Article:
Light bulbs are tested for lamp life and strength. So that you can provide quick results, selected bulbs are screwed into life test racks and lit at levels far exceeding normal. This gives an exact measure of how long the bulb can last under normal conditions. Testing is performed in any way manufacturing plants as well as at some independent testing facilities. The typical life of the standard household bulb is 750 to one thousand hours, according to wattage.

LED light bulbs are made around solid-state semiconductor devices, therefore the manufacturing process most closely resembles that used to make electronic products like PC mother boards.

An easy-emitting diode (LED) is a solid state electrical circuit that generates light from the movement of electrons in a semiconductor material. LED technology has been around since the late 1960s, but for the first forty years LEDs were primarily used in electronics devices to change miniature bulbs. Within the last decade, advances within the technology finally boosted light output sufficient for LEDs to begin to seriously contest with incandescent and fluorescent bulbs. Just like many technologies, as the cost of production falls each successive LED generation also improves in light quality, output per watt, and heat management.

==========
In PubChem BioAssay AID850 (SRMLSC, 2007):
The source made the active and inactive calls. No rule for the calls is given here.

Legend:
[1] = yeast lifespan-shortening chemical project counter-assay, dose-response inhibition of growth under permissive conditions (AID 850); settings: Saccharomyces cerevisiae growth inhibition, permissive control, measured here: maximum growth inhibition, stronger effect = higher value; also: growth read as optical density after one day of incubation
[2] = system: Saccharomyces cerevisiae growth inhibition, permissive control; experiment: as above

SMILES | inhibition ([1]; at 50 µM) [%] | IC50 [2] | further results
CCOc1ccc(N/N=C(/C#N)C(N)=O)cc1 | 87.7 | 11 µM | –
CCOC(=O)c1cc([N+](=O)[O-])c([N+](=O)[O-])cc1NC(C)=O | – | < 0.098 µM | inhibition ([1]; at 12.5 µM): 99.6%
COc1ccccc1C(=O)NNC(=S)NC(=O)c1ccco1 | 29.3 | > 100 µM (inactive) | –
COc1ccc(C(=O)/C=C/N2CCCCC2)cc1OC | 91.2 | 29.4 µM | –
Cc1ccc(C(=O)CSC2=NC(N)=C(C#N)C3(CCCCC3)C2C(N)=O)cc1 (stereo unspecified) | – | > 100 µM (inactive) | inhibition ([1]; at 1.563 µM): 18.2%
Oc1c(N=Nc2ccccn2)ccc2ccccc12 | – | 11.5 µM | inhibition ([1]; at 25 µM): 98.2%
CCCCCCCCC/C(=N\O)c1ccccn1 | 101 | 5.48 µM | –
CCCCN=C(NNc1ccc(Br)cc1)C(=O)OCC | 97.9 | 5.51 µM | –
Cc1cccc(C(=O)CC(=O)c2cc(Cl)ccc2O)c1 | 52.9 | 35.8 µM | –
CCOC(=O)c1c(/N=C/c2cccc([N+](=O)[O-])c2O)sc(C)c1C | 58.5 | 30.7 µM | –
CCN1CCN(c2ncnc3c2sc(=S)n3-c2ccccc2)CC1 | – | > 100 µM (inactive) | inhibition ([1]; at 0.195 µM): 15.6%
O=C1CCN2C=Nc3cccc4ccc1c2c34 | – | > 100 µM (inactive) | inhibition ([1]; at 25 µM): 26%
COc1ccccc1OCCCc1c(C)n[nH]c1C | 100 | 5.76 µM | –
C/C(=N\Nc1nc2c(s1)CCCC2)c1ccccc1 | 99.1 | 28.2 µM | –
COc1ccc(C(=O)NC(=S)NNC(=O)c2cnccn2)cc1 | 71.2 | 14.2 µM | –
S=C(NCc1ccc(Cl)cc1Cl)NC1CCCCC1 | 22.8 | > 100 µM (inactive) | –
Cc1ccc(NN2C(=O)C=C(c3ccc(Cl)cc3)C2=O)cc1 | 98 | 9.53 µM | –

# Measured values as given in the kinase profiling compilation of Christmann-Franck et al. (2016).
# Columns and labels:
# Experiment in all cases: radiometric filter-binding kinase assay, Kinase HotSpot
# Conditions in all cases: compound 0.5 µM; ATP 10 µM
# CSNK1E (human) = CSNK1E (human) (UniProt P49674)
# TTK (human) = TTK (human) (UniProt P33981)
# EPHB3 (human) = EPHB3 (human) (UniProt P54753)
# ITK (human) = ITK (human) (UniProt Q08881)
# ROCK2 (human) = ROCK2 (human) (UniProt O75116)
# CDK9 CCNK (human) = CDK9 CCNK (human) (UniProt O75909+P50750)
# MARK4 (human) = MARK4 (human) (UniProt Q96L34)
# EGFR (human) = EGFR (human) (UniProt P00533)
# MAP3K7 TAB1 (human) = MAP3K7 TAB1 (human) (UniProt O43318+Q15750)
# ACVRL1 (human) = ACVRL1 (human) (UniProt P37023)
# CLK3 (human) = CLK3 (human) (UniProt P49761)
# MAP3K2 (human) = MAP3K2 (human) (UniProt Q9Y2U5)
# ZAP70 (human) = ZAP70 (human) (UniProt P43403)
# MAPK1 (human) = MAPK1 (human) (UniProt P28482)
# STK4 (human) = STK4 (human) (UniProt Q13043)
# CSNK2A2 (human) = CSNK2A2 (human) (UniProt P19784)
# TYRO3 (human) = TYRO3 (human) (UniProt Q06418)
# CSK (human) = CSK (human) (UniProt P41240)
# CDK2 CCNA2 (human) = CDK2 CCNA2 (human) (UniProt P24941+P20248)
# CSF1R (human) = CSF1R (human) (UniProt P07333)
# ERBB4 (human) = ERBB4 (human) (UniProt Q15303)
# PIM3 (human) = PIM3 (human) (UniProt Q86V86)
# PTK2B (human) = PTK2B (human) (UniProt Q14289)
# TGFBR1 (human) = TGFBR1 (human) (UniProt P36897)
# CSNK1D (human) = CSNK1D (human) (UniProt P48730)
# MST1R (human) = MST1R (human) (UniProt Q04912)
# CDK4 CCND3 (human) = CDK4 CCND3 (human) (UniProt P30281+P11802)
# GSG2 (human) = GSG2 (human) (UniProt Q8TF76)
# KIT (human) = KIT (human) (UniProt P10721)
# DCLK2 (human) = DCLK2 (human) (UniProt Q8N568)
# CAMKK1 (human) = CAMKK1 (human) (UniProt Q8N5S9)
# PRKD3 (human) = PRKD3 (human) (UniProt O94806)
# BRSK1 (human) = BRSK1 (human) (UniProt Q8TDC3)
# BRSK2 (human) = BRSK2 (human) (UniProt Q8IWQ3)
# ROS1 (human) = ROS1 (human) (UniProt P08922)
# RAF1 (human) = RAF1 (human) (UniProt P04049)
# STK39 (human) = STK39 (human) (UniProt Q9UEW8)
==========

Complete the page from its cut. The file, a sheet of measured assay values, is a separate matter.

The pc industry is well suited to manufacture LED lighting. The process isn’t a great deal diverse from building a computer motherboard. The companies making the LEDs are generally not in the lighting business, or it really is a minor part of their business. They are usually semiconductor houses which are happy cranking out their product, which is why prices on high-output LEDs has fallen a lot during the last fifteen years.

LED bulbs are expensive partly as it takes a number of LEDs to get wide-area illumination rather than a narrow beam, and also the assembly cost enhances the overall price. In addition, assemblies consisting of arrays of LEDs create more opportunities for product defects.

An LED light contains four essential components: an LED circuit board, a heatsink, an electrical supply, along with a shell. The lights start off as bare printed circuit boards (PCB) and high luminance LED elements arrive from separate factories which focus on making those components. LED elements themselves create some heat, and so the PCB utilized in lighting is special. Instead of the standard non-conductive sandwich of epoxy and fiberglass, the circuit board is organized over a thin sheet of aluminum which behaves as a heatsink.